All of a sudden I’m done breastfeeding. I can hardly believe it! I nursed Clara for 18 months (the last 6 months of that time was just at night and in the morning) and I thought I would go that long with Isabelle before weaning from breastfeeding.
However, nursing literally drained me in every way possible and my plans changed. (As they
often always do in motherhood.) What can I say, my youngest was sucking the energy straight out of me! Around her birthday I decided to stop nursing her during the day, and then a few weeks ago (at 13 months) I decided to be done completely.
(And my boobs immediately deflated – wah wah. RIP, breastfeeding boobs, I miss you already.)
I’m no expert on weaning, but I have done it twice and one time definitely worked better than the other. Meaning that weaning Isabelle hasn’t seemed to traumatize anyone whereas weaning Clara was awful for all parties involved.
Here are my recommendations to successfully wean from breastfeeding:
+ Night wean first. I waited a while to night wean both girls, but it happened before a year for each of them (which is late, I know!). I’m not sure, but it seems like it would be harder to night wean if you already weaned during the day. I imagine that if I had cut out nursing during the day but still breastfed at night, my baby would have woken up more at in the early morning hours to eat and catch up on missed meals.
+ Get on a schedule. If you aren’t nursing on a schedule (if you’re nursing ‘on demand’), now is the time to try to form a routine. A routine helps because it allows you to predict when your baby is going to be expecting to nurse and you can easily decide which of those feedings will be bottles or breast. Clara nursed on-demand and I thought it was REALLY hard to wean her because she constantly wanted a 5 second ‘snack’ and would freak out if I deprived her of such breastfeeding goodness. I think if you cut out ‘snacking’ on demand, that’s a good first step, and I wish I would have done that with Clara.
+ Cut out one feeding every few days. Once you’re on a feeding schedule, it becomes much easier to cut out one breastfeeding session to replace with a bottle feed instead. And then when your baby seems used to that, you can cut out another one! (Honestly, I didn’t do this approach either time, but I think it would have worked pretty easily and it’s the approach our pediatrician recommended! With both of my girls I cut out all daytime breastfeeding sessions at once, but that was really hard on Clara. Isabelle, however, had a much easier time since she was only breastfeeding once or twice per day anyways – not including the morning and night feeds. Plus, I was out of town around Isabelle’s first birthday so Tim bottlefed her for a few days and she did great! We never went back to the breast after that.)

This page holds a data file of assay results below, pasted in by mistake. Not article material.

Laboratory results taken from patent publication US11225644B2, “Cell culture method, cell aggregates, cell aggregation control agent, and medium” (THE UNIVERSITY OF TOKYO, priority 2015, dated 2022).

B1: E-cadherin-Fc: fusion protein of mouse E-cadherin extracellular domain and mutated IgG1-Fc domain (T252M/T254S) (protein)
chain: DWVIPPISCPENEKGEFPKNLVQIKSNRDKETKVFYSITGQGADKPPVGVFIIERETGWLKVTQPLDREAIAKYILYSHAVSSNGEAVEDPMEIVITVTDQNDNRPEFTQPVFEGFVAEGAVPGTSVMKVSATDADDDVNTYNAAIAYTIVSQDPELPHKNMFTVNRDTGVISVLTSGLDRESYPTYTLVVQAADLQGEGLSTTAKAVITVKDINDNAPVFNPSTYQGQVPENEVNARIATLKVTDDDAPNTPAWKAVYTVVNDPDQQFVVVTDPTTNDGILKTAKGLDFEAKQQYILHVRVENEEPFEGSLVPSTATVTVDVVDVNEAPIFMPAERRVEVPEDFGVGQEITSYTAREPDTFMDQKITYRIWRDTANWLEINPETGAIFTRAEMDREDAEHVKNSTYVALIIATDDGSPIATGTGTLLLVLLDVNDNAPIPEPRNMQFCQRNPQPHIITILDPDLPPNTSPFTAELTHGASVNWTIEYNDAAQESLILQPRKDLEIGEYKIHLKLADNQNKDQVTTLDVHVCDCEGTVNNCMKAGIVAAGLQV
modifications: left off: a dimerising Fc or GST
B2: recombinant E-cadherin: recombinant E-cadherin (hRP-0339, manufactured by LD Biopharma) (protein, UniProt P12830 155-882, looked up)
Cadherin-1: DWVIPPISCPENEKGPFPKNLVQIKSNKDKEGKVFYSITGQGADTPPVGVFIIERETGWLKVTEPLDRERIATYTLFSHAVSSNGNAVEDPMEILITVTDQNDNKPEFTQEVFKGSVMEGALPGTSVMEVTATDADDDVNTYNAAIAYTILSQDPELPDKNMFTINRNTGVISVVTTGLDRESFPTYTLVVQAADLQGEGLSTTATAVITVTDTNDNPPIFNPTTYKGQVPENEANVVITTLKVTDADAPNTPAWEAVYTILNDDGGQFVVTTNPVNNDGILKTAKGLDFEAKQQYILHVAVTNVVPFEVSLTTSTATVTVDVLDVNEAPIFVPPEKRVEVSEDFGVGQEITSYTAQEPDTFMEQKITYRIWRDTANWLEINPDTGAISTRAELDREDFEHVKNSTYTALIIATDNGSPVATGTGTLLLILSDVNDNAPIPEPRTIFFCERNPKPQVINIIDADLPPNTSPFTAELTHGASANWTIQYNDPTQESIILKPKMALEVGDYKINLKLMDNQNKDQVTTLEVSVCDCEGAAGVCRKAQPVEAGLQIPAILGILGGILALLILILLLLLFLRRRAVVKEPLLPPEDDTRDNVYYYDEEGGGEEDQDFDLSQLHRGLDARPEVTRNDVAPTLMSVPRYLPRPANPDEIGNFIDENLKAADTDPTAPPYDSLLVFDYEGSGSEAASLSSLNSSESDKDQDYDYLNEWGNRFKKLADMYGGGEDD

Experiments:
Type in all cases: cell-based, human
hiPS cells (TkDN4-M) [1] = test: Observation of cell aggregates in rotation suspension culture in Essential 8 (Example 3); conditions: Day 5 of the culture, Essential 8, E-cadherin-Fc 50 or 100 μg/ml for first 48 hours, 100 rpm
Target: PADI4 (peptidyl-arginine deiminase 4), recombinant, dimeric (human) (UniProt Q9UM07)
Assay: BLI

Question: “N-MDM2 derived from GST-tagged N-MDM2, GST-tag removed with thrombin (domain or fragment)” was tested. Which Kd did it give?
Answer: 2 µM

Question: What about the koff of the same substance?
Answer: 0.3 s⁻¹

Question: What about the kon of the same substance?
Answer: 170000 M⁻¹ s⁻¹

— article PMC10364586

+ Snuggle while bottle feeding. Some babies still like to get their snuggles on, so if you can, offer skin-to-skin or at least some quality snuggling time with bottle feeding. Sometimes Isabelle seems like she’s in the mood to cuddle, but other times she crawls away from me and drinks her bottle by herself. Either way, I think it’s important to recognize that breastfeeding is a source of comfort for babies and it’s possible to remove the feeding element but still (hopefully) provide some comfort.
+ Make sure you’re still offering plenty of liquids. The girls’ pediatrician recommends babies drink whole milk until they’re three years old, so that’s what we stick to in terms of milk. We also offer as much water as Isabelle wants throughout the day, and we give her bottles of milk when I would normally have breastfed, which is after she wakes up in the morning and from both naps, and before she goes to bed at night.
+ Banish any ‘mom guilt’ thoughts. I actually thought I’d feel more guilty about not breastfeeding anymore, because I know there are still health benefits for Isabelle, but I just don’t have those guilty thoughts. None at all. My body helped create and grow and nourish two lives for a combined total of four years of continuous pregnancy/breastfeeding/sometimes both, and it is ready for a break. Neither of my girls needed formula, which means that I produced a lot of breastmilk over the 2.5 combined years I breastfed them. My body felt done – totally done – and I look back with fond memories but a sense of relief that the breastfeeding (and probably pregnancy) phase of my life is OVER. Once you decide you’re ready to begin weaning from breastfeeding, no matter how long you did it, you should feel confident and good about your decision!
To celebrate the end of my breastfeeding journey I’m working out more (because I honestly have more energy!) I bought some cute bras from ThirdLove (because even though my breasts are smaller, they look cute in these bras and are super comfy!), and am wearing alllll of the not-nursing-friendly summer tops and dresses I can find!
Cheers to the end of a chapter! If I missed any obvious tips, please let me know in the comments so I can edit the list!